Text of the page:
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  1. For $270 I would want unlimited data to go with it.

    Clear is still the superior mobile hotspot option!

    1. I completely agree – if you will be working only in Clear coverage locations, I think Clear is indeed a fantastic value option, and the only choice for unlimited data on a hotspot. However, if you are a traveler, Verizon or one of the bigger carriers are a better choice, even though their plans frankly suck compared to Clear’s. One thing to note (and I mentioned in a below comment) that if you have a Verizon grandfathered phone LTE data plan, you CAN take the SIM from the phone, put it in the hotspot, and have an unlimited hotspot. The downside is that now you don’t have a voice call capability, unless you have another phone or SIM to use for voice.

  2. can you swap sims between verizon LTE phones and these.

    i am interested if it would be possible to get a data only sim meant for one of these and use it in LTE phones.

    as a phone hobbiest always buying and selling used smartphones it would be cool to have a SIM to put in whatever verizon LTE’s i have at the moment.

    1. Craig Campbell tom Thursday, June 7, 2012

      Yes, you can take a SIM from one of these and put it in a Verizon LTE phone. You will be able to use data on the phone, up to whatever data plan cap you paid for (5 or 10GB), but you cannot use mobile hotspot/tethering on the phone (I tried). You may be able to use that by rooting the phone and installing a tethering app or a custom ROM. In addition, I’m not sure if SMS would work on the phone – if it did, you would pay per message, as I don’t believe the hotspot plans include any messaging, but I might be wrong. Important to note that you would not be able to make or receive voice calls on the phone using the hotspot’s SIM, as the hotspot plans do not include voice minutes.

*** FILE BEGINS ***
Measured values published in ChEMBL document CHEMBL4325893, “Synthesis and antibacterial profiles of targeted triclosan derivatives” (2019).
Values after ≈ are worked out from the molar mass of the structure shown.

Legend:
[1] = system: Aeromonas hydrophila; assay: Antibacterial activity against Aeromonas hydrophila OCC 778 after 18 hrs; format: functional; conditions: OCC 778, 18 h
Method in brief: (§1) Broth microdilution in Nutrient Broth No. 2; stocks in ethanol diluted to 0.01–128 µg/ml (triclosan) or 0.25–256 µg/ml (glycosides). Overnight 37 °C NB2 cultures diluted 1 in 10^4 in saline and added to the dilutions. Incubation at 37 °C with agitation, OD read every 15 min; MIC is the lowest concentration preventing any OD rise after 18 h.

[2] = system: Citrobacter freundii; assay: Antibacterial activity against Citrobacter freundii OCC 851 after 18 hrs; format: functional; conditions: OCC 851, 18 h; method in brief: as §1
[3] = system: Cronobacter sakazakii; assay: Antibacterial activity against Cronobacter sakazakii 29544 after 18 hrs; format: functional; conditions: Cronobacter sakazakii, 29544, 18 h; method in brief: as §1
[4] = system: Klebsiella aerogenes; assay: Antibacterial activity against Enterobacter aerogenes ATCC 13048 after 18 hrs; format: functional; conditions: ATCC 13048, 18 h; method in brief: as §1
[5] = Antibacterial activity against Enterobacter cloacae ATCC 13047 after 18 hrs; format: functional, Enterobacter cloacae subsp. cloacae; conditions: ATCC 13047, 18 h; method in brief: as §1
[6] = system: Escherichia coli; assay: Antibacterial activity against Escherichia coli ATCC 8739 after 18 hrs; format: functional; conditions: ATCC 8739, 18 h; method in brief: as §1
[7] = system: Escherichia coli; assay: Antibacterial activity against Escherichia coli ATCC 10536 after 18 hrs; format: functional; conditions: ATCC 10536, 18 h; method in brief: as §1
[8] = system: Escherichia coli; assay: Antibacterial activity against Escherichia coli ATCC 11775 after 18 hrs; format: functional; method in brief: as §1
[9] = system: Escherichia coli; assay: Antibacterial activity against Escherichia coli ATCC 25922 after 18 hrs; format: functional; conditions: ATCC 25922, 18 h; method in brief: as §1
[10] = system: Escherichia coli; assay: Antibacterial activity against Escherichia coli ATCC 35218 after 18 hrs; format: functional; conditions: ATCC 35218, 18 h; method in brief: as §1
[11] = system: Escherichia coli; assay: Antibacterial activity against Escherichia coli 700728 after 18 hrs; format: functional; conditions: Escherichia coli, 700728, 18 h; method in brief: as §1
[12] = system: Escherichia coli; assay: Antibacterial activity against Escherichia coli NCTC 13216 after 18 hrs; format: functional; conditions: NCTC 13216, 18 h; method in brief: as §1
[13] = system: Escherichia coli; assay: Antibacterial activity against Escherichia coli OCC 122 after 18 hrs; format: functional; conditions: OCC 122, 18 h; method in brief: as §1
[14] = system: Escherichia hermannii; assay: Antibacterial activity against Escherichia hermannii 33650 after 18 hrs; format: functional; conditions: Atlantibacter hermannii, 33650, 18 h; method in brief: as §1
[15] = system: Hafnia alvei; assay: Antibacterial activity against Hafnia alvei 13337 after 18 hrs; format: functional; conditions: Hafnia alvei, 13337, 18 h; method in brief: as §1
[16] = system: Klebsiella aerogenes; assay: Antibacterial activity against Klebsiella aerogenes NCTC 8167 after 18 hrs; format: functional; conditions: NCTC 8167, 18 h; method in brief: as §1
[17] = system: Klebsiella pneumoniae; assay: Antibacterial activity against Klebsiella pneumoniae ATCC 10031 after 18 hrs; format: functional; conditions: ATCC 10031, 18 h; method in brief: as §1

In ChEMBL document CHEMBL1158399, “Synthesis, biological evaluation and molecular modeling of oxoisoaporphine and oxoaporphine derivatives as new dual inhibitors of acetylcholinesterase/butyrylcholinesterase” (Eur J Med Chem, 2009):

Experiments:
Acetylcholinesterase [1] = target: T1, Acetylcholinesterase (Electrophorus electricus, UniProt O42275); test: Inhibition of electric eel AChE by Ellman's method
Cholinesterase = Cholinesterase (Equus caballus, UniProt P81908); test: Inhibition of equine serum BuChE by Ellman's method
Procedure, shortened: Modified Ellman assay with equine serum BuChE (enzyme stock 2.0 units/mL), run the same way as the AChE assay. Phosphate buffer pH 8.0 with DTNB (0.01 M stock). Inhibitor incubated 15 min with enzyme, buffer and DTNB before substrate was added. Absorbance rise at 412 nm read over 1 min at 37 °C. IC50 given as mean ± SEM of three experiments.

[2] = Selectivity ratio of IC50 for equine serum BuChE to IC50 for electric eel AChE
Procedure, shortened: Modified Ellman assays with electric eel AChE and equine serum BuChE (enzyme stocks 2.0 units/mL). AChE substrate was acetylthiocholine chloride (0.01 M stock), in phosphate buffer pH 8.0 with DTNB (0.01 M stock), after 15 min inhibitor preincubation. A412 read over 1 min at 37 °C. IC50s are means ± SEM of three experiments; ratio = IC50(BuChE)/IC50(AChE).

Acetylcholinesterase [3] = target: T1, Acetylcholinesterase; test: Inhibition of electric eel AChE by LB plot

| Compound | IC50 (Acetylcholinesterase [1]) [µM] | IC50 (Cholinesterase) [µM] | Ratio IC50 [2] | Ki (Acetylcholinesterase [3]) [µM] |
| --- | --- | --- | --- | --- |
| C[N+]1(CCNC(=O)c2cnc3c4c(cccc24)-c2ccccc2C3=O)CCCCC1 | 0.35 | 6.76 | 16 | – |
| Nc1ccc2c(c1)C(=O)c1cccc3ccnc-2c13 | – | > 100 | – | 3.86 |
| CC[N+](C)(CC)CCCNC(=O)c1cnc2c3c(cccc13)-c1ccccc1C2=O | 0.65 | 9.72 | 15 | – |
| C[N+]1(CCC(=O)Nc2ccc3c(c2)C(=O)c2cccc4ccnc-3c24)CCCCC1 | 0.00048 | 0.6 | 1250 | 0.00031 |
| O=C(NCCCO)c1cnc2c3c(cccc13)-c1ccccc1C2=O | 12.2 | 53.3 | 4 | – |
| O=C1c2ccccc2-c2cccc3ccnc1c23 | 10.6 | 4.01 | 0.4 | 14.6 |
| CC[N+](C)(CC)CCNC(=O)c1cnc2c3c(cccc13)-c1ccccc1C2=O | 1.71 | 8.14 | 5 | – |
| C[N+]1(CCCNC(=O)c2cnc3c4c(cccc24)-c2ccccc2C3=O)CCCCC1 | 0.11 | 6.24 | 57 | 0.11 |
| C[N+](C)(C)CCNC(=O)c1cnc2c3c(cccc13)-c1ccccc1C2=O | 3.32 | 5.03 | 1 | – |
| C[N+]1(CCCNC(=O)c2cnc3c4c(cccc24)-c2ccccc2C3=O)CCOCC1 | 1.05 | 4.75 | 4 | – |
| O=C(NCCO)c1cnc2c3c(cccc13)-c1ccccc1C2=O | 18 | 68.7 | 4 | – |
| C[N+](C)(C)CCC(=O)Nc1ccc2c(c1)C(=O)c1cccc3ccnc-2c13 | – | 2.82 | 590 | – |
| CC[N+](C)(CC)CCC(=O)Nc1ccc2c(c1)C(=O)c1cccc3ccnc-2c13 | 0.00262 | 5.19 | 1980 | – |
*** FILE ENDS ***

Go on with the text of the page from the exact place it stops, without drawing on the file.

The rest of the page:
The reverse is also true – if you have a Verizon LTE phone, you can take the SIM from the phone and place it in the hotspot. The hotspot should work perfectly, even if you don’t have the tethering feature on your phone plan. Of course, if you use your phone for voice calls, that would not work whilst your SIM was in the hotspot.

      If you have a grandfathered unlimited phone plan, if you put the phone SIM in the hotspot, you basically have an unlimited hotspot. Verizon obviously do not broadcast this fact, but it does work.

      Similarly, you can also put your LTE phone SIM into a Verizon LTE iPad 3, and data will work fine on the iPad.

      I have done much SIM swapping between phone, hotspot, iPad using my grandfather unlimited LTE phone data SIM, and it has always worked perfectly. Beware however, Verizon DOES know when you put your SIM in a different device. If you check My Verizon online, you’ll see that your plan remains the same, but your device has been updated. So far, they don’t do anything about it other than mark the device updated on the website – but who knows if at some point in the future they may or may not crack down on this sort of behaviour. I have read some reports that part of the agreement for them getting the license for the 700MHz LTE spectrum they use, was that they have to allow consumers to switch between devices like this. I do not know if this is true or not.

  3. One big downside for me is that this device blocks port 5060 which is used for SIP or Voice over IP calling. Was planning on working from the road with this device, but this one crippling feature is devastating.